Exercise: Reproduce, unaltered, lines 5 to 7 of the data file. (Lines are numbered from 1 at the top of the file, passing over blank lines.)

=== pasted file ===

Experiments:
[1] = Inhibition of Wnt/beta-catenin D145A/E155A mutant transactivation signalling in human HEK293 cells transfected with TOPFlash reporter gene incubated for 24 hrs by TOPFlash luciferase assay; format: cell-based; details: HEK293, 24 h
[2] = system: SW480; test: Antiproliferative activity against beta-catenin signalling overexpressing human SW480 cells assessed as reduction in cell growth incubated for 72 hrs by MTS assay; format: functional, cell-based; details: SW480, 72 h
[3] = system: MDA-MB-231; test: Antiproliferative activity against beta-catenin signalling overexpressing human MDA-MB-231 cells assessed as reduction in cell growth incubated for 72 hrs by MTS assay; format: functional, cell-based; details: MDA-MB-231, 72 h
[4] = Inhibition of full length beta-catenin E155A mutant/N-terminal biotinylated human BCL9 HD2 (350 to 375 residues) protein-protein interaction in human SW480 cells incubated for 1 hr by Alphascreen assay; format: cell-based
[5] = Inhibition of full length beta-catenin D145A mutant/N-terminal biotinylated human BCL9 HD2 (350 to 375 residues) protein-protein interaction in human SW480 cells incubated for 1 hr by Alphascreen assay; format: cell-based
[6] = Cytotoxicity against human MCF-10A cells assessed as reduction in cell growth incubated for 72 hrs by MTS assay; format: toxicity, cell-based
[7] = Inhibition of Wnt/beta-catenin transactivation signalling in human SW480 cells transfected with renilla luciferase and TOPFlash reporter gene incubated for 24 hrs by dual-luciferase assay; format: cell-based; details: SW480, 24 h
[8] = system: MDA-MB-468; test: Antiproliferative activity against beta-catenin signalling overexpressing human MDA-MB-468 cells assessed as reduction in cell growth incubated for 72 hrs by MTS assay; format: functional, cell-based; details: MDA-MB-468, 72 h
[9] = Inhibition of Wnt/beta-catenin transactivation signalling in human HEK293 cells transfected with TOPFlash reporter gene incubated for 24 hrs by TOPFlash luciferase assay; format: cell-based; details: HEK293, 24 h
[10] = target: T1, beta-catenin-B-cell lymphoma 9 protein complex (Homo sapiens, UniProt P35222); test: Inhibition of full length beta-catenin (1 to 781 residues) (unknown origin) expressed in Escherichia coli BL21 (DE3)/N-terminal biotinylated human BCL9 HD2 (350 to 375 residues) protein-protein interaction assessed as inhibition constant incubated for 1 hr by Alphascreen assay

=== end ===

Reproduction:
[4] = Inhibition of full length beta-catenin E155A mutant/N-terminal biotinylated human BCL9 HD2 (350 to 375 residues) protein-protein interaction in human SW480 cells incubated for 1 hr by Alphascreen assay; format: cell-based
[5] = Inhibition of full length beta-catenin D145A mutant/N-terminal biotinylated human BCL9 HD2 (350 to 375 residues) protein-protein interaction in human SW480 cells incubated for 1 hr by Alphascreen assay; format: cell-based
[6] = Cytotoxicity against human MCF-10A cells assessed as reduction in cell growth incubated for 72 hrs by MTS assay; format: toxicity, cell-based